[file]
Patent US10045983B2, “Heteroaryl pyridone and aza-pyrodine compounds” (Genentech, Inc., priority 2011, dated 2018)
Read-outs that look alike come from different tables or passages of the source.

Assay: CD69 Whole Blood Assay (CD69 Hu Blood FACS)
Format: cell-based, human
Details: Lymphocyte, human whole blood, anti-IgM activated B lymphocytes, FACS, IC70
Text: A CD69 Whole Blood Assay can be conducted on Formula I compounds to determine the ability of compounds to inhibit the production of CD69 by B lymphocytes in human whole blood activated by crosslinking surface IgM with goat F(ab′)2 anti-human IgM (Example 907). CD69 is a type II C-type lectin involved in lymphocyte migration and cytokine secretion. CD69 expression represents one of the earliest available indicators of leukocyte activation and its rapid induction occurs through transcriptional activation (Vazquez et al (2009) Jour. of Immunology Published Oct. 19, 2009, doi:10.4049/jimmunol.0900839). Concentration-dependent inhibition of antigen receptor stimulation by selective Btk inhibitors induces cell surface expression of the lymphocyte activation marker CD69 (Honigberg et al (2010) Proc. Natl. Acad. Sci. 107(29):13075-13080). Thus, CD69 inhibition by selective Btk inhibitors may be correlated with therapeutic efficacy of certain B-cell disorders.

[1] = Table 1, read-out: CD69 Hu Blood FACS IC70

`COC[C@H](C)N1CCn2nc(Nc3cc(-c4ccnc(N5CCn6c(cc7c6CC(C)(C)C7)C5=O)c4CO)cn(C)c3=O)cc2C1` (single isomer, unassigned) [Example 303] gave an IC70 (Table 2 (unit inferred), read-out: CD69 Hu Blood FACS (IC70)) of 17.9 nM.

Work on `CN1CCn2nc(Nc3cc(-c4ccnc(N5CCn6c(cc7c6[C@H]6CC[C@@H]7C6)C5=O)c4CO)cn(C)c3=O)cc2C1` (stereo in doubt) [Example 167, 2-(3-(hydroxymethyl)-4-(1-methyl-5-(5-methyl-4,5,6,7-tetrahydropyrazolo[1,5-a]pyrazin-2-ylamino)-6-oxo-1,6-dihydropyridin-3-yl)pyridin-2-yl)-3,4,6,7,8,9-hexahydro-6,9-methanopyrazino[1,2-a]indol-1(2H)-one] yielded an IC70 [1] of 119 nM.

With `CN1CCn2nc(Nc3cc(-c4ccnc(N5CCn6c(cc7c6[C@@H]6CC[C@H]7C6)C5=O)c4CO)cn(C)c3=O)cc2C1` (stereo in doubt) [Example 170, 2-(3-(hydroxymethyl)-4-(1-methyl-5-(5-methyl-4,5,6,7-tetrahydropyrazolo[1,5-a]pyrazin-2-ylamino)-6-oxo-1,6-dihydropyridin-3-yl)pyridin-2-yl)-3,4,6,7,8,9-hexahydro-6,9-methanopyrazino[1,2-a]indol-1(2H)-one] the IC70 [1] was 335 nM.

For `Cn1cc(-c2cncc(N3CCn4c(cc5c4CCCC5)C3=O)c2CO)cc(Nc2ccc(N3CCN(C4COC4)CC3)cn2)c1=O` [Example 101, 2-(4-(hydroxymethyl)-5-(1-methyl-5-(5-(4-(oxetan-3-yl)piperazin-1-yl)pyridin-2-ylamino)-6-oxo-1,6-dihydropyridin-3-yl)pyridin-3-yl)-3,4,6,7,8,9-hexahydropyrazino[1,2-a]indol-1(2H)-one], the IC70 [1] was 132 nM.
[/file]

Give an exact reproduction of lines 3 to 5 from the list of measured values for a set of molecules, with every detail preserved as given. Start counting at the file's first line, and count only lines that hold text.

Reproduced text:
Assay: CD69 Whole Blood Assay (CD69 Hu Blood FACS)
Format: cell-based, human
Details: Lymphocyte, human whole blood, anti-IgM activated B lymphocytes, FACS, IC70